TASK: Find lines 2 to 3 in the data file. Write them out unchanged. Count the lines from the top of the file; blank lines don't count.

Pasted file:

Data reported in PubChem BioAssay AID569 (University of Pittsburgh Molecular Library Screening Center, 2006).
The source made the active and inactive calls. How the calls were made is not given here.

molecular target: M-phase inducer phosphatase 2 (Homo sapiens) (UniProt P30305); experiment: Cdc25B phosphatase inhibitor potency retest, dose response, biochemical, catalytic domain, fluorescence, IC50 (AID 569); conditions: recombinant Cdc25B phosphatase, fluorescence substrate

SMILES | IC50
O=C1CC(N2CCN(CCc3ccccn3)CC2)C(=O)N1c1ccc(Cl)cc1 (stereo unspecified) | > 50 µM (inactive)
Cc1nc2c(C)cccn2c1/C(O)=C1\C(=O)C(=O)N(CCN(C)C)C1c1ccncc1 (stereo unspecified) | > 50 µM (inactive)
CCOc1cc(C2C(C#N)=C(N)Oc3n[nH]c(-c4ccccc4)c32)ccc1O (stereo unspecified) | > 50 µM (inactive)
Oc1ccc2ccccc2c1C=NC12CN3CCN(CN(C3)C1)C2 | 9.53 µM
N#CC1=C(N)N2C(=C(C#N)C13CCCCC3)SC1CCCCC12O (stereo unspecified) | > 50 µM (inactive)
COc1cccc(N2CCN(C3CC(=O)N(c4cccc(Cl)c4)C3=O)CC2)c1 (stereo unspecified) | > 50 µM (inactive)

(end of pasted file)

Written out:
The source made the active and inactive calls. How the calls were made is not given here.

molecular target: M-phase inducer phosphatase 2 (Homo sapiens) (UniProt P30305); experiment: Cdc25B phosphatase inhibitor potency retest, dose response, biochemical, catalytic domain, fluorescence, IC50 (AID 569); conditions: recombinant Cdc25B phosphatase, fluorescence substrate